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Gel Electrophoresis

John Fukon
Honors Biology
5/15/16
Period 5

Introduction:
Restriction enzymes are enzymes that are used to chop up DNA. They cut both nucleotide
strands, breaking the DNA into fragments. Scientists use restriction enzymes to cut DNA
into smaller fragments. The cuts made by the enzyme are always at a specific DNA
sequence. Gene Technology has increased for genes are being inserted into a genome to
allow for cures of diseases and other new possibilities. RFLP, or Restriction Length
Polymorphisms, are used in criminal cases to match the DNA of the suspects to the
victim. In this process, scientists can find out whether or not a suspect is guilty based off
DNA evidence. Gel electrophoresis is the separation of nucleic acids and proteins
according to their size and charge. It is used to separate DNA according to its size and
give scientists a DNA fingerprint. Gel electrophoresis works by first loading the samples
onto the gel and having an electric current applied to the gel. Since DNA is negatively
charged, the current forces the samples of DNA to move towards the opposite end of the
gel. The smaller pieces will move faster than the larger ones. This is because the small
ones can easily fit through the gel whereas the larger ones cannot fit as easily, therefore,
slower. RFLP gel electrophoresis is resulting restriction fragments that are separated due
to their lengths. The DNA sample pieces are in their location for measurements and for
analysis on similarities between two individuals. This is very helpful in criminal and
paternity cases for it shows the similarities between two people. For example, if there are
multiple suspects thought to have killed someone, scientists can test their DNA and get
these results. Based off these results, a suspect can be found guilty or innocent. If the
DNA matches, then they are similar and can be found guilty. The purpose of this lab was
to see if different restriction enzymes cut DNA into different sized fragments or the same

sized fragments. During this lab, the class wanted to practice with restriction enzymes
and gel electrophoresis, and the class wanted to create a logarithmic graph with known
data to figure out the other lengths of our DNA fragments that were created by different
restriction enzymes cutting them. The independent variable in this lab is the size of the
DNA fragment after being cut by the Restriction Enzyme. The dependent variable in this
lab is the distance that the DNA fragment traveled. The control group is the uncut DNA
that was not treated with the restriction enzyme but still run through the entire process.
The hypothesis of this lab is that each restriction enzyme will cut the DNA in different
places which causes different sizes of DNA fragments. Due to this, the smaller DNA
fragments will travel farther than the larger DNA fragments.
Materials:
1. Agarose Gel
2. TBE Buffer solution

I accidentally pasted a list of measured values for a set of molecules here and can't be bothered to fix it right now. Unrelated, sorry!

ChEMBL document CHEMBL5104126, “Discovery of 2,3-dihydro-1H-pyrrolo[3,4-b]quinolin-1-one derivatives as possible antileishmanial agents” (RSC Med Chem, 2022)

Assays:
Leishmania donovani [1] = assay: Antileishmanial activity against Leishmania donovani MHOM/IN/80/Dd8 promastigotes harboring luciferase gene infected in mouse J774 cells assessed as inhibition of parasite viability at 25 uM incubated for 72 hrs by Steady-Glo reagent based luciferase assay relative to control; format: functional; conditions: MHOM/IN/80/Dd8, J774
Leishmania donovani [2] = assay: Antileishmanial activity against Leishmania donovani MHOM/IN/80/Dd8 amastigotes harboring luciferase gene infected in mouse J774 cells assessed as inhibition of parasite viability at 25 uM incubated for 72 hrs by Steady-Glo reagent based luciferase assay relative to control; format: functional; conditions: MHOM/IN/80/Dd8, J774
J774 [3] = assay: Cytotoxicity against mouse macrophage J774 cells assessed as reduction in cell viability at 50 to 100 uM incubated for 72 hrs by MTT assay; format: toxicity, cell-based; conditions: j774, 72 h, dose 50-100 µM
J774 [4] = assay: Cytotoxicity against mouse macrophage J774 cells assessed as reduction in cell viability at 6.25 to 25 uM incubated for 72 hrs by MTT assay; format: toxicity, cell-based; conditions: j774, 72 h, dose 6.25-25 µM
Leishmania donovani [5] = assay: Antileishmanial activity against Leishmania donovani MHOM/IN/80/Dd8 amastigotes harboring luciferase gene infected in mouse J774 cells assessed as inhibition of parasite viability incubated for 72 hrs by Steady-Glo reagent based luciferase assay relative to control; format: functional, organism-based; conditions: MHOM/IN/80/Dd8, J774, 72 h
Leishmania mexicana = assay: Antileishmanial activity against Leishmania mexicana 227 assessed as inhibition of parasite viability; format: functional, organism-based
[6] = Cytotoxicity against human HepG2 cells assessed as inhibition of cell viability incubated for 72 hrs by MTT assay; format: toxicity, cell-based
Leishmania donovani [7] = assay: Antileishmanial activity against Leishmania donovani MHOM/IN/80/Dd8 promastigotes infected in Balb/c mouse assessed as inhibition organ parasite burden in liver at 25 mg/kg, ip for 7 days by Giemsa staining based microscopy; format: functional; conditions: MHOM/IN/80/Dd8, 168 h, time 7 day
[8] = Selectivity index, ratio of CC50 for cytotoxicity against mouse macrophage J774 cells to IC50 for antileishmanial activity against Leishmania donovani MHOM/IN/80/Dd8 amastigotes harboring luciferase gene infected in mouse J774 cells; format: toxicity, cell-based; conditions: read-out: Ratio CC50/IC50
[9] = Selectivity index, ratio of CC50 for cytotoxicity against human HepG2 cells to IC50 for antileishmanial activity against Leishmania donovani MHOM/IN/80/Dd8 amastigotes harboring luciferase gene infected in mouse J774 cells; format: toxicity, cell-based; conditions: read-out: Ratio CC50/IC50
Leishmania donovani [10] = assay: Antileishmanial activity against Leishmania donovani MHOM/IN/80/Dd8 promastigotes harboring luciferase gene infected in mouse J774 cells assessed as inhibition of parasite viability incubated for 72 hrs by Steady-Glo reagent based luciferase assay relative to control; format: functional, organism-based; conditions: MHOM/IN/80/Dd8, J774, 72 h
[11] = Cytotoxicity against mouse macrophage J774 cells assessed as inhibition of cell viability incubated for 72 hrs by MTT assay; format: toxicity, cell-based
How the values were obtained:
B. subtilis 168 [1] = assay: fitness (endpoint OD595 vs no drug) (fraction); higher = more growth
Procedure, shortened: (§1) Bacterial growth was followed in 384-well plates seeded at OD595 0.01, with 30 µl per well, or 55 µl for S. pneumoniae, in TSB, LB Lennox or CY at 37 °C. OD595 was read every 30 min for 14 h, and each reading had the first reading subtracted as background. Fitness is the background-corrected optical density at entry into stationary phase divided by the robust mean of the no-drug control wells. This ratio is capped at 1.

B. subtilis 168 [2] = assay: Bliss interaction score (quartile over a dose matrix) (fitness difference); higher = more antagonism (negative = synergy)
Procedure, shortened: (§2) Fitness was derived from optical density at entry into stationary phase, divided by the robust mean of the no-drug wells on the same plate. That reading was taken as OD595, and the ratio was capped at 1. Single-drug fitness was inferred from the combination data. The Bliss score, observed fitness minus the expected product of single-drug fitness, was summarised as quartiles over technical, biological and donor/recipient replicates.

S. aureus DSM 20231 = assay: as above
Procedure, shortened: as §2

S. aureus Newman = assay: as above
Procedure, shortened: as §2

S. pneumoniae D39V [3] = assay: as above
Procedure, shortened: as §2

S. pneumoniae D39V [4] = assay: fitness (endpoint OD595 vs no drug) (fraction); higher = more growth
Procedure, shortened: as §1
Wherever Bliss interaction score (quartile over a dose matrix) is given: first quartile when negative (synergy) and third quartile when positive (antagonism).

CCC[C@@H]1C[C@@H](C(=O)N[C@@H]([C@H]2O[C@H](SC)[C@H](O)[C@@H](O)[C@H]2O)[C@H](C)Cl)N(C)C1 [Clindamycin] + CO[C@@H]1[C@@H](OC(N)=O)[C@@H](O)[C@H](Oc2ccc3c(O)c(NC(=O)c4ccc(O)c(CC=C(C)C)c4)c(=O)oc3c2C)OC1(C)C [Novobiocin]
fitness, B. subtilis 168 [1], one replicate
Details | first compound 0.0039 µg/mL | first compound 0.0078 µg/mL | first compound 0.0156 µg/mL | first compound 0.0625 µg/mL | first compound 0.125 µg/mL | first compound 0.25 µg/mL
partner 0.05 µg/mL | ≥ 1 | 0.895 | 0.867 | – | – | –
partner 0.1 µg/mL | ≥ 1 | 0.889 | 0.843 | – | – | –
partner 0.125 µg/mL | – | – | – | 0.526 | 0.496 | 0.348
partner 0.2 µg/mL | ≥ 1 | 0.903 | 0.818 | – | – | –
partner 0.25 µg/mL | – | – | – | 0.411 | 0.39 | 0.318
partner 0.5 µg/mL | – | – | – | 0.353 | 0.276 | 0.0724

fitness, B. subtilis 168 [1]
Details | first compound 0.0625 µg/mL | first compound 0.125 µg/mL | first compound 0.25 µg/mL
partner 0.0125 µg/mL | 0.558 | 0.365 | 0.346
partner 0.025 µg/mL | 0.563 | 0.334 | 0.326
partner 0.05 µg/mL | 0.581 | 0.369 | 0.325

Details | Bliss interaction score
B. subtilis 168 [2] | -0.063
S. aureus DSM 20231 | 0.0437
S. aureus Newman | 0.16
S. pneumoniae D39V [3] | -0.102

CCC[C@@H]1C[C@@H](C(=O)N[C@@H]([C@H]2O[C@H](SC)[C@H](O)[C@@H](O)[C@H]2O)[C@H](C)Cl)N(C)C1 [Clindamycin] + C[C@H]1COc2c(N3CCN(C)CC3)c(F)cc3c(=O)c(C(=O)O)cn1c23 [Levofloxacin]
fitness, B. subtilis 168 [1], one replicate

3. Lambda DNA
4. Restriction Enzymes (EcoR1, BamHI, HindIII)
5. Micropipettes
6. Micropipette tips
7. Hot plate
8. Eppindorf reaction tubes
9. 50 mL beakers
10. 1000 mL flask
11. Electrophoresis chamber
12. Graduated cylinder
13. Microcentrifuge
14. Vortex
15. Ethidium bromide stain
16. Loading dye
17. Gloves
18. Goggles
19. Staining trays
20. Ultraviolet light source
21. Sharpie
Procedure: Electrophorese

1. Close top of electrophoresis chamber and connect electrical leads to an approved power
supply, anode to anode (red-red) and cathode to cathode (black-black). Make sure both
electrodes are connected to same channel of power supply.
2. Turn power supply on and set voltage as directed by your instructor. Shortly after current
is applied, loading dye can be seen moving through gel toward positive pole of
electrophoresis apparatus.
3. The loading dye will eventually resolve into two bands of color. The faster-moving,
purplish band is the dye bromophenol blue; the slower-moving, aqua badn is xylene
cyanol. Bromophenol blue migrates through the gel at same rate as a DNA fragment
approximately 300 base pairs long. Xylene cyanol migrates at a rate equivalent to
approximately 2000 base pairs.
4. Allow the DNA to electrophorese until the bromophenol blue band nears the end of the
gel. Your instructor may monitor the progress of electrophoresis in your absence; in that
case, omit steps 5 and 6.
5. Turn off power supply, disconnect leads from the inputs, and remove top of
electrophoresis chamber.
6. Carefully remove casting tray and slide gel into staining labeled with your group name.
Take gel to your instructor for staining.
Results:

Distance Traveled by Fragments Cut with HindIII


1.6
1.4
f(x) = - 0.01x + 1.9

1.2
1

Fragment Ssize (log kbp) 0.8


0.6
0.4
0.2
0
30 40 50 60 70 80 90 100110120130

Distance Travelled by Fragment (mm)

HindIII
Dis.
(mm)
42.0
46.5
60.5
70.0
83.9
115.5
123.0

Act. bp
27,491
23,130
9,416
6,557
4,361
2,322
2,027

EcoRI
Dis.
(mm)
42.0
63.0
71.0
77.0
91.0

Cal. bp
21,066
10,861
8,439
6,984
4,491

BamHI

Act. bp

Dis.

Cal. Bp

Act. Bp

21,226
7,421
5,643
4,878
3,530

(mm)
47.0
52.0
64.0
66.0
72.0

17,993
15,367
10,524
9,881
8,177

16,841
12,275
7,233
6,527
5,505

Discussion:
The hypothesis was proved to be true in the ideal gel that was used in the lab. However, the
actual gel used by the class was not